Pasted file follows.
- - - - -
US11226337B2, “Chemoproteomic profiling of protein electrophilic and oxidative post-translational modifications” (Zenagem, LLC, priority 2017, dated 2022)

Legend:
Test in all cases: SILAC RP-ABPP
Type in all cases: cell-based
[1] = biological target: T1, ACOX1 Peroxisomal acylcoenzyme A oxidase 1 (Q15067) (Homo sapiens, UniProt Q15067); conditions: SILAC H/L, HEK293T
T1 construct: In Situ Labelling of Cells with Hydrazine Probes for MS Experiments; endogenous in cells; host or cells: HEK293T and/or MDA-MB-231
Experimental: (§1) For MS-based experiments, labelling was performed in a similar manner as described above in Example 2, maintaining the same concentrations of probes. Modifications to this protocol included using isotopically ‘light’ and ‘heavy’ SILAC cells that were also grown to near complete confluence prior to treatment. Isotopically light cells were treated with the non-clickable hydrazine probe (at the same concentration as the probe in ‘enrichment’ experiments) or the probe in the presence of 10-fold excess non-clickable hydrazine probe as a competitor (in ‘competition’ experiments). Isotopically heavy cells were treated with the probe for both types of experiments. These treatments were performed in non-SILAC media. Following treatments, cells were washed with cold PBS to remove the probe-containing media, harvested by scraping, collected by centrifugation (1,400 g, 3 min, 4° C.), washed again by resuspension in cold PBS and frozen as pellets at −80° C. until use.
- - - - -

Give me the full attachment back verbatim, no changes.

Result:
US11226337B2, “Chemoproteomic profiling of protein electrophilic and oxidative post-translational modifications” (Zenagem, LLC, priority 2017, dated 2022)

Legend:
Test in all cases: SILAC RP-ABPP
Type in all cases: cell-based
[1] = biological target: T1, ACOX1 Peroxisomal acylcoenzyme A oxidase 1 (Q15067) (Homo sapiens, UniProt Q15067); conditions: SILAC H/L, HEK293T
T1 construct: In Situ Labelling of Cells with Hydrazine Probes for MS Experiments; endogenous in cells; host or cells: HEK293T and/or MDA-MB-231
Experimental: (§1) For MS-based experiments, labelling was performed in a similar manner as described above in Example 2, maintaining the same concentrations of probes. Modifications to this protocol included using isotopically ‘light’ and ‘heavy’ SILAC cells that were also grown to near complete confluence prior to treatment. Isotopically light cells were treated with the non-clickable hydrazine probe (at the same concentration as the probe in ‘enrichment’ experiments) or the probe in the presence of 10-fold excess non-clickable hydrazine probe as a competitor (in ‘competition’ experiments). Isotopically heavy cells were treated with the probe for both types of experiments. These treatments were performed in non-SILAC media. Following treatments, cells were washed with cold PBS to remove the probe-containing media, harvested by scraping, collected by centrifugation (1,400 g, 3 min, 4° C.), washed again by resuspension in cold PBS and frozen as pellets at −80° C. until use.